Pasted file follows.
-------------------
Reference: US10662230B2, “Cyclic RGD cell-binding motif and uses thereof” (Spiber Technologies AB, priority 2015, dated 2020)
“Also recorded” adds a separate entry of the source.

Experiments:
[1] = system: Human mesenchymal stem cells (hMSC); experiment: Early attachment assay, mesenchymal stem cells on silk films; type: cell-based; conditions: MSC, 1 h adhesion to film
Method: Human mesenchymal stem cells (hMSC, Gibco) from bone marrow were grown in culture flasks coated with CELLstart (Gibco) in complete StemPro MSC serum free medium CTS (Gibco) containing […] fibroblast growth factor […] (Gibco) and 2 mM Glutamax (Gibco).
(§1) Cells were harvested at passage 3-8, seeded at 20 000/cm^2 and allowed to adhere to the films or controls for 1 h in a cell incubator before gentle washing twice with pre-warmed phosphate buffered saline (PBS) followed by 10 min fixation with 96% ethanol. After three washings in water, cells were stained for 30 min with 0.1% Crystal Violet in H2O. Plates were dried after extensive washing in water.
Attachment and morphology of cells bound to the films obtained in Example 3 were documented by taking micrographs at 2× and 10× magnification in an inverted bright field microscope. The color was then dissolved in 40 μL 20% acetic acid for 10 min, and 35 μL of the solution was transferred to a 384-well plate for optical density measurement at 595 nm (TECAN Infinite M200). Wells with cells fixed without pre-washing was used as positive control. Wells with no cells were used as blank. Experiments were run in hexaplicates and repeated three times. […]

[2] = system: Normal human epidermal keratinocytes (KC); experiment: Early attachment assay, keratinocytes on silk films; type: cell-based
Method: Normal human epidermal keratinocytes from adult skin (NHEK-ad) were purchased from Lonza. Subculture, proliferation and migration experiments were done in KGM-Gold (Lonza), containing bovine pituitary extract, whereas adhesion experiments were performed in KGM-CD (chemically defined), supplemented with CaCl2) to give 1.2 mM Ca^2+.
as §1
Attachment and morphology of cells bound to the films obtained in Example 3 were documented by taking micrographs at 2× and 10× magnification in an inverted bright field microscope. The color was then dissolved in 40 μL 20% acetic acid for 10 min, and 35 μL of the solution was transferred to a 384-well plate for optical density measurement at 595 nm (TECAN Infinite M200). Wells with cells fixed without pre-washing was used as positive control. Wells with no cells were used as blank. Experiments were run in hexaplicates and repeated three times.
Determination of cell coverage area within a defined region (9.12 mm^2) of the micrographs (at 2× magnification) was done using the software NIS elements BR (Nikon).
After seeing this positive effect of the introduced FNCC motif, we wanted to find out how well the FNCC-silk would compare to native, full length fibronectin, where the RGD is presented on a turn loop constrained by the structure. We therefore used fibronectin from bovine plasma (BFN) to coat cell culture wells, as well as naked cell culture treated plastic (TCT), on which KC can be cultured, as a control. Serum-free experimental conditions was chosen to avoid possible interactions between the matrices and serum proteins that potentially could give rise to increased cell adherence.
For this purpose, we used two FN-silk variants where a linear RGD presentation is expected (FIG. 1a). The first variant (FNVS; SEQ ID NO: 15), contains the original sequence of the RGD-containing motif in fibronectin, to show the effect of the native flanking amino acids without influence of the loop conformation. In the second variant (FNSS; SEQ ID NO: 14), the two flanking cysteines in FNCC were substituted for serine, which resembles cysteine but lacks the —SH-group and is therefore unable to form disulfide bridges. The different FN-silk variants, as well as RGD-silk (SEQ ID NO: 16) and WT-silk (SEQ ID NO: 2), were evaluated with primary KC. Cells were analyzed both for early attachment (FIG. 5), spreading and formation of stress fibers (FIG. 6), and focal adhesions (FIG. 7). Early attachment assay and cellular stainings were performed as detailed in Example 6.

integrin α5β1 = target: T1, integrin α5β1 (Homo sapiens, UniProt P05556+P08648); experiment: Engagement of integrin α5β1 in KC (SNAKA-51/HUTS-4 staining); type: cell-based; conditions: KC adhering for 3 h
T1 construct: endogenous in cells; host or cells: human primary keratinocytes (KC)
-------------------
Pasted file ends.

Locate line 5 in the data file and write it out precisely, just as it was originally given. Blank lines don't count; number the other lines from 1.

Method: Human mesenchymal stem cells (hMSC, Gibco) from bone marrow were grown in culture flasks coated with CELLstart (Gibco) in complete StemPro MSC serum free medium CTS (Gibco) containing […] fibroblast growth factor […] (Gibco) and 2 mM Glutamax (Gibco).